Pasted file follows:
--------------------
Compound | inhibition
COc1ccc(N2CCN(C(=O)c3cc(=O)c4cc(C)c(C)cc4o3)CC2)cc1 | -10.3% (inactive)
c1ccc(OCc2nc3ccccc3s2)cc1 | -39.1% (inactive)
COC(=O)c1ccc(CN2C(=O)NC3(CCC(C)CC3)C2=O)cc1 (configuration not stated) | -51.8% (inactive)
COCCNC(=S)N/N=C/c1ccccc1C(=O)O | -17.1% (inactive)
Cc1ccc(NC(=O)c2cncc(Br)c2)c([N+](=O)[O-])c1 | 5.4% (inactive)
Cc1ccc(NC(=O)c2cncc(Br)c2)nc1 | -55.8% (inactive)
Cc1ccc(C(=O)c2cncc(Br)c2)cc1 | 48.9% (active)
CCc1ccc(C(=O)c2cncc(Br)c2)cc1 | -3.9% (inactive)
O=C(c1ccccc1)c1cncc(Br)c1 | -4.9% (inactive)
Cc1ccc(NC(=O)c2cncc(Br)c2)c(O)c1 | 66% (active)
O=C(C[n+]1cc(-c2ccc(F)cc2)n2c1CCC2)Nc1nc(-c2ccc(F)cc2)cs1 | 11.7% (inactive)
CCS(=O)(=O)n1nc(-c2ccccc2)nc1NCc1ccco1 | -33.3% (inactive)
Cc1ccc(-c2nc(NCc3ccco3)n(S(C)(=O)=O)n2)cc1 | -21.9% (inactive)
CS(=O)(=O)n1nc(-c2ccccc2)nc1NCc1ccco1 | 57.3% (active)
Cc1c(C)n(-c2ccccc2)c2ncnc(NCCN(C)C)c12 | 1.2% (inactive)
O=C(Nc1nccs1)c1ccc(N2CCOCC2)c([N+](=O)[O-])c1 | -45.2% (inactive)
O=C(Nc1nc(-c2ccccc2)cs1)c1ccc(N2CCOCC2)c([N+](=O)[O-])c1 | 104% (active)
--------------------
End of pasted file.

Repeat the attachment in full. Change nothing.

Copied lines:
Compound | inhibition
COc1ccc(N2CCN(C(=O)c3cc(=O)c4cc(C)c(C)cc4o3)CC2)cc1 | -10.3% (inactive)
c1ccc(OCc2nc3ccccc3s2)cc1 | -39.1% (inactive)
COC(=O)c1ccc(CN2C(=O)NC3(CCC(C)CC3)C2=O)cc1 (configuration not stated) | -51.8% (inactive)
COCCNC(=S)N/N=C/c1ccccc1C(=O)O | -17.1% (inactive)
Cc1ccc(NC(=O)c2cncc(Br)c2)c([N+](=O)[O-])c1 | 5.4% (inactive)
Cc1ccc(NC(=O)c2cncc(Br)c2)nc1 | -55.8% (inactive)
Cc1ccc(C(=O)c2cncc(Br)c2)cc1 | 48.9% (active)
CCc1ccc(C(=O)c2cncc(Br)c2)cc1 | -3.9% (inactive)
O=C(c1ccccc1)c1cncc(Br)c1 | -4.9% (inactive)
Cc1ccc(NC(=O)c2cncc(Br)c2)c(O)c1 | 66% (active)
O=C(C[n+]1cc(-c2ccc(F)cc2)n2c1CCC2)Nc1nc(-c2ccc(F)cc2)cs1 | 11.7% (inactive)
CCS(=O)(=O)n1nc(-c2ccccc2)nc1NCc1ccco1 | -33.3% (inactive)
Cc1ccc(-c2nc(NCc3ccco3)n(S(C)(=O)=O)n2)cc1 | -21.9% (inactive)
CS(=O)(=O)n1nc(-c2ccccc2)nc1NCc1ccco1 | 57.3% (active)
Cc1c(C)n(-c2ccccc2)c2ncnc(NCCN(C)C)c12 | 1.2% (inactive)
O=C(Nc1nccs1)c1ccc(N2CCOCC2)c([N+](=O)[O-])c1 | -45.2% (inactive)
O=C(Nc1nc(-c2ccccc2)cs1)c1ccc(N2CCOCC2)c([N+](=O)[O-])c1 | 104% (active)